They did win the Presidential election(but lost the popular vote) In the Congress-not so well. they lost seats in the House (which was unusual in a Presidential election year) but managed to keep a small majority. In the Senate they lost a net 5 seats in the election and an additional seat the following June when Senator Jeffords switched sides giving the Dems control.

turcopolier

OGP

I don't think I suggested that impeachment proceedings would occur. IMO what is likely is diminution of the image of the Democratic Party as safeguards of constitutional government. pl

jonst

He was always a bag man. Period. And bag men think they can worm/pay their way into anything and out of anything. He is the 'Snopes' money man. One of them.

Edward Amame

Some historical perspective on executive actions.

In 2008, The House Armed Services Committee released a report stating that 78% of George W Bush’s signing statements challenged provisions of the law.

Here's a quick rundown on the practice via Todd Garvey in his 2012 book, Presidential Signing Statements: Constitutional and Institutional Implications:

"...While the history of presidential issuance of signing statements dates to the early 19th century, the practice has become the source of significant controversy in the modern era as Presidents have increasingly employed the statements to assert constitutional and legal objections to congressional enactments. President Reagan initiated this practice in earnest, transforming the signing statement into a mechanism for the assertion of presidential authority and intent. President Reagan issued 250 signing statements, 86 of which (34%) contained provisions objecting to one or more of the statutory provisions signed into law. President George H. W. Bush continued this practice, issuing 228 signing statements, 107 of which (47%) raised objections. President Clinton’s conception of presidential power proved to be largely consonant with that of the preceding two administrations. In turn, President Clinton made aggressive use of the signing statement, issuing 381 statements, 70 of which (18%) raised constitutional or legal objections. President George W. Bush continued this practice, issuing 161 signing statements, 127 of which (79%) contain some type of challenge or objection. The significant rise in the proportion of constitutional objections made by President George W. Bush was compounded by the fact that his statements were typified by multiple objections, resulting in more than 1,000 challenges to distinct provisions of law. Although President Barack Obama has continued to use presidential signing statements, the Obama Administration has used the interpretive tools with less frequency than previous administrations—issuing 20 signing statements, of which 10 (50%) contain constitutional challenges to an enacted statutory provision..."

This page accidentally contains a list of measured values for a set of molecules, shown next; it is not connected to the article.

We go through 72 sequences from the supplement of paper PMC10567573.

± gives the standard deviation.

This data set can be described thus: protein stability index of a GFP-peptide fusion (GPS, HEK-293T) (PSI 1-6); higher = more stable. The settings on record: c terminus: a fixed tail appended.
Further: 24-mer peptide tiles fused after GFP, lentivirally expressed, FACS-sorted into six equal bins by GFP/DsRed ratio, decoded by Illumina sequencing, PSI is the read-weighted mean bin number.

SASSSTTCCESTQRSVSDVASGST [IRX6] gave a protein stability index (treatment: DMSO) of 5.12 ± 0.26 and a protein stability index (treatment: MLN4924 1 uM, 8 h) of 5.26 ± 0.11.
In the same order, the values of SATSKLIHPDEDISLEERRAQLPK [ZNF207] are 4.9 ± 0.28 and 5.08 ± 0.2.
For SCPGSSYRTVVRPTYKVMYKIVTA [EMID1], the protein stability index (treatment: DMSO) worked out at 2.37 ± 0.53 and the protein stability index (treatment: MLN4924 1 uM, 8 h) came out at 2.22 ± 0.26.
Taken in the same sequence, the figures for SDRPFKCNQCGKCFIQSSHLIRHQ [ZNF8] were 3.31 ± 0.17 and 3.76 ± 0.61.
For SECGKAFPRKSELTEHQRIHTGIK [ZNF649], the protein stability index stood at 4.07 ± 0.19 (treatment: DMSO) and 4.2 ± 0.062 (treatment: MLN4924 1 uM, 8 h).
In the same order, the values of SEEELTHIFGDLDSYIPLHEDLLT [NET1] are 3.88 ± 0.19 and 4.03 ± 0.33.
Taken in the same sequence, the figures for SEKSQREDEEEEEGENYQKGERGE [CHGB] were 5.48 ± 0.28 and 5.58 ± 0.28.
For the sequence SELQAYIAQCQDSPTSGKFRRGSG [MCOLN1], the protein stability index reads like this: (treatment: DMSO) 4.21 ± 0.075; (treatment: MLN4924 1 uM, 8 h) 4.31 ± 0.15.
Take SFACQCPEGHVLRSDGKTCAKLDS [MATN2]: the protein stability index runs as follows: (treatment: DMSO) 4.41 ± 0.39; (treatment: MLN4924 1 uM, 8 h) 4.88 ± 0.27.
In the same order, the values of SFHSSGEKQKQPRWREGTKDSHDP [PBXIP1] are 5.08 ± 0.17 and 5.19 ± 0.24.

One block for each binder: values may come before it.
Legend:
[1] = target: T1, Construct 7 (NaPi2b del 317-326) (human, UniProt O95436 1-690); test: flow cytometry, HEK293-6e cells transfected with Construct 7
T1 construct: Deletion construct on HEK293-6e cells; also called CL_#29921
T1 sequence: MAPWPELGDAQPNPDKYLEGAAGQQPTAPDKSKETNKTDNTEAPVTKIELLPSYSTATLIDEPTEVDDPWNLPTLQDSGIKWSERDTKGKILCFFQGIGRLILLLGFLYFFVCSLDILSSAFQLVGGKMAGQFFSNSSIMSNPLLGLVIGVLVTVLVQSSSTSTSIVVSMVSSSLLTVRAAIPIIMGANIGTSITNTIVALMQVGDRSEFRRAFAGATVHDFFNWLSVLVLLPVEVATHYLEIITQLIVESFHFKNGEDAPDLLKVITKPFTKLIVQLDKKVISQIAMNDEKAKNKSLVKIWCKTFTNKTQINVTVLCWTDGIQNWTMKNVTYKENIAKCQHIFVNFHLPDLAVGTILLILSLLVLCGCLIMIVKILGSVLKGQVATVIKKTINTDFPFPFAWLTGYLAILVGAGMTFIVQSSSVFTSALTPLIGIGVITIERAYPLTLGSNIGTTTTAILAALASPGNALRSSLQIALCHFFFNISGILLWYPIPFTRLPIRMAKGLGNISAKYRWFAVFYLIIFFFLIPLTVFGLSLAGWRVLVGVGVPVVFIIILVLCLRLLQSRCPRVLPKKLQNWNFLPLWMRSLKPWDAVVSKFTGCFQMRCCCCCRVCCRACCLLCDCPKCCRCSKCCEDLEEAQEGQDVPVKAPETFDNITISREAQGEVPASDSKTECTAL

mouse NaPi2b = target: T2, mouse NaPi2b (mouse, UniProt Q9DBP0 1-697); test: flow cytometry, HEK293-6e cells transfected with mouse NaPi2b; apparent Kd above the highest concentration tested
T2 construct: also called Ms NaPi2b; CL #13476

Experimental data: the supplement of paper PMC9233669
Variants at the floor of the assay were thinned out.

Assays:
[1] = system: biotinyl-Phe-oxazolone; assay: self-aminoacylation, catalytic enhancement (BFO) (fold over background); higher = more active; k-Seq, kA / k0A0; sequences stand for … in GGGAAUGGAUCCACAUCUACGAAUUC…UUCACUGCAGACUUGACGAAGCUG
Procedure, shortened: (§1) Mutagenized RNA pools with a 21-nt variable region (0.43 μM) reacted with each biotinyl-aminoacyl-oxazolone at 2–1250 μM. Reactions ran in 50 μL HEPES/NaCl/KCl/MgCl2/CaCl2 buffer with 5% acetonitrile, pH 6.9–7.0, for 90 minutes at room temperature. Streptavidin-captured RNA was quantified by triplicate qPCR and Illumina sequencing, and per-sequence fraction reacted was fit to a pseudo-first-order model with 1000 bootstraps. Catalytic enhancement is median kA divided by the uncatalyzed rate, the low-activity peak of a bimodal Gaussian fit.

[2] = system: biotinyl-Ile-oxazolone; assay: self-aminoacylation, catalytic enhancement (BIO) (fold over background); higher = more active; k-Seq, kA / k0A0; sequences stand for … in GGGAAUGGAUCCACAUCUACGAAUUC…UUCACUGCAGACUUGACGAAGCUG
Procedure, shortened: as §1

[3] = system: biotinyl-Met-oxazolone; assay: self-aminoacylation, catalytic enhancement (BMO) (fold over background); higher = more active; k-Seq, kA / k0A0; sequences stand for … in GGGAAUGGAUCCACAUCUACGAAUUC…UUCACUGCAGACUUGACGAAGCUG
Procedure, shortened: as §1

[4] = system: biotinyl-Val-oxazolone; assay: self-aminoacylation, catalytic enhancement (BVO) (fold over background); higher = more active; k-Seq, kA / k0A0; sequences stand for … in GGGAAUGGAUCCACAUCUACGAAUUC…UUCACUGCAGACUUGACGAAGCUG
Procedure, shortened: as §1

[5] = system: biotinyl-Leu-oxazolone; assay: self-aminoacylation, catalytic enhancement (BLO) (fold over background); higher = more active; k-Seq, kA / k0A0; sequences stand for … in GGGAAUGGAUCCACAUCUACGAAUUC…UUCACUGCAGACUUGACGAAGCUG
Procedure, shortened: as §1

steve

I would prefer Obama be impeached over his violations of constitutional due process, his failure in his duty to uphold criminal financial statutes, and his violations of the fourth amendment

I consider his use of recess appointments to pale by comparison.

Of course, the name "Bush" could just as appropriately be substituted above.

But none of those constitutional violations will ever see an impeachment vote simply because those violations are bipartisan and endorsed by the powers that be.

Tyler

Criminal financial? Hell, talk about his failure in upholding criminal immigration statutes!